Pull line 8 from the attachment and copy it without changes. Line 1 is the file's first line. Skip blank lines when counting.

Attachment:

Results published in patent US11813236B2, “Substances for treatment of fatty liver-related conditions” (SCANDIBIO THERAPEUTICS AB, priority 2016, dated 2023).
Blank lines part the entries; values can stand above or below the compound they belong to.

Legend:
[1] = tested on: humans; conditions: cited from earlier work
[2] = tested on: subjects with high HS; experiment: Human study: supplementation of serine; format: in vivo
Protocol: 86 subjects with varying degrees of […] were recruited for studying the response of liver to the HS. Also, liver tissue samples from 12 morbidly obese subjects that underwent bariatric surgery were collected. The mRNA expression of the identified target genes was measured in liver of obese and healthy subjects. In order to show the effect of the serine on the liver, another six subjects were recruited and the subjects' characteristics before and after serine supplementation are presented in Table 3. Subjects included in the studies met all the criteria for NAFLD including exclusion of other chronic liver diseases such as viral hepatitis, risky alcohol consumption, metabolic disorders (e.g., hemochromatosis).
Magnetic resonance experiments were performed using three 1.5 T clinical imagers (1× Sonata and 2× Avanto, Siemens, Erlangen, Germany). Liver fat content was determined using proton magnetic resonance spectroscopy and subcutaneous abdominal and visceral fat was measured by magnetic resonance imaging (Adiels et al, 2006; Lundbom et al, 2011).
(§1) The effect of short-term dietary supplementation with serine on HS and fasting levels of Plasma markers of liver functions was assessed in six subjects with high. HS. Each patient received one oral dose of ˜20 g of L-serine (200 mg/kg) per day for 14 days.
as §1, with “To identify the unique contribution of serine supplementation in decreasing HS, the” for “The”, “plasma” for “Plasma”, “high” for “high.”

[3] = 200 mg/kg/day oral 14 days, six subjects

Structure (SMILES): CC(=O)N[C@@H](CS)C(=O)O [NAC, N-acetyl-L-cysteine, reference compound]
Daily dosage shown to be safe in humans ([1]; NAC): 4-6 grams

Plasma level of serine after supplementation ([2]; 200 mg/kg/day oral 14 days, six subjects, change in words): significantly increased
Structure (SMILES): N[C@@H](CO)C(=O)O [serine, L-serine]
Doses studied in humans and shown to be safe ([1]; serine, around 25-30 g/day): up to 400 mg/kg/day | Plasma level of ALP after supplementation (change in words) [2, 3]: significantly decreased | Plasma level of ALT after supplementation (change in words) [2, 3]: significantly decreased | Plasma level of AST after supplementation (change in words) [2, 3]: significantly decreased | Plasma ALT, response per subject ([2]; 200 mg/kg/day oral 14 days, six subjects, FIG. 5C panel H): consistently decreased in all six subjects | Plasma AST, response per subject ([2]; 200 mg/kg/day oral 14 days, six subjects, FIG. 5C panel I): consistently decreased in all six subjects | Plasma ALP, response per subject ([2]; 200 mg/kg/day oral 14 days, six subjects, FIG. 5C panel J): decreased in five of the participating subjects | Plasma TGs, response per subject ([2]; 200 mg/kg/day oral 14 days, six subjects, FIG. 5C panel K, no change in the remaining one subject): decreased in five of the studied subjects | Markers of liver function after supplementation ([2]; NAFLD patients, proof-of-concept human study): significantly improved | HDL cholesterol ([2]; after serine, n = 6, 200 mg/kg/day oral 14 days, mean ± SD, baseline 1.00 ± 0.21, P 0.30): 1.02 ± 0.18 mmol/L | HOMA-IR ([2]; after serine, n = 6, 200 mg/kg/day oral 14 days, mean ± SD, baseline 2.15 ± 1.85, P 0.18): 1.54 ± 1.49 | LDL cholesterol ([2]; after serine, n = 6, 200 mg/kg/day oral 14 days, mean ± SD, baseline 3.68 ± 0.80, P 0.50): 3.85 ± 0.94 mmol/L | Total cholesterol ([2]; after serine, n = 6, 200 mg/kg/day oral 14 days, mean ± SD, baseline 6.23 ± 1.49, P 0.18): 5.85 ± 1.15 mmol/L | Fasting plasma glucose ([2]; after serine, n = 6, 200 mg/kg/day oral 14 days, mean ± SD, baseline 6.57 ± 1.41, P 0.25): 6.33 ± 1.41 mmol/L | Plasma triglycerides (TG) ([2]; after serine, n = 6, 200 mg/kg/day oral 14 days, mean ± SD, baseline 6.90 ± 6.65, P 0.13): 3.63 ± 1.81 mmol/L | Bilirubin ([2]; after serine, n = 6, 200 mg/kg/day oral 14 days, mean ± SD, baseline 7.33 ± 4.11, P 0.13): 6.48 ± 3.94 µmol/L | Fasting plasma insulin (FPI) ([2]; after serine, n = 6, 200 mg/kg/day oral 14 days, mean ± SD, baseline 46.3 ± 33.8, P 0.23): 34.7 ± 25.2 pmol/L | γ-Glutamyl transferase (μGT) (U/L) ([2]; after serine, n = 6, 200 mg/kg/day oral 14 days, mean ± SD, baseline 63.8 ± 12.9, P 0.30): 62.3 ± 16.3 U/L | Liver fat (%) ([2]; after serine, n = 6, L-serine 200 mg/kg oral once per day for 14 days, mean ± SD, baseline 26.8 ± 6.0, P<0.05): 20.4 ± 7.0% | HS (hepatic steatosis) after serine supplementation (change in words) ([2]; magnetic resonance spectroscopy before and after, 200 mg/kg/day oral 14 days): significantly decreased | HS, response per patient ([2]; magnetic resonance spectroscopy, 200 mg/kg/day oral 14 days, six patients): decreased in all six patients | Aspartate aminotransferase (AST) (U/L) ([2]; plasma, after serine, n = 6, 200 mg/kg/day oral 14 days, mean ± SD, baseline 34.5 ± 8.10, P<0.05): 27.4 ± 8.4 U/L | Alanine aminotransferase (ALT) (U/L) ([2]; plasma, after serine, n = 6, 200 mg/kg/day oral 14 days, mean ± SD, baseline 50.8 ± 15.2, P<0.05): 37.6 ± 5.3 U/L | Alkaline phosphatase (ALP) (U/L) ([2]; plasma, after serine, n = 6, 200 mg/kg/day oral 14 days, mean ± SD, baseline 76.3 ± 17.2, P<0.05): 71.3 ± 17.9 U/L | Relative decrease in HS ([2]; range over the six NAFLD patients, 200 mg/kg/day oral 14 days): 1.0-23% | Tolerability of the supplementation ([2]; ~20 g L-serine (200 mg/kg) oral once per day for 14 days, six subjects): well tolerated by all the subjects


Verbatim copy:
(§1) The effect of short-term dietary supplementation with serine on HS and fasting levels of Plasma markers of liver functions was assessed in six subjects with high. HS. Each patient received one oral dose of ˜20 g of L-serine (200 mg/kg) per day for 14 days.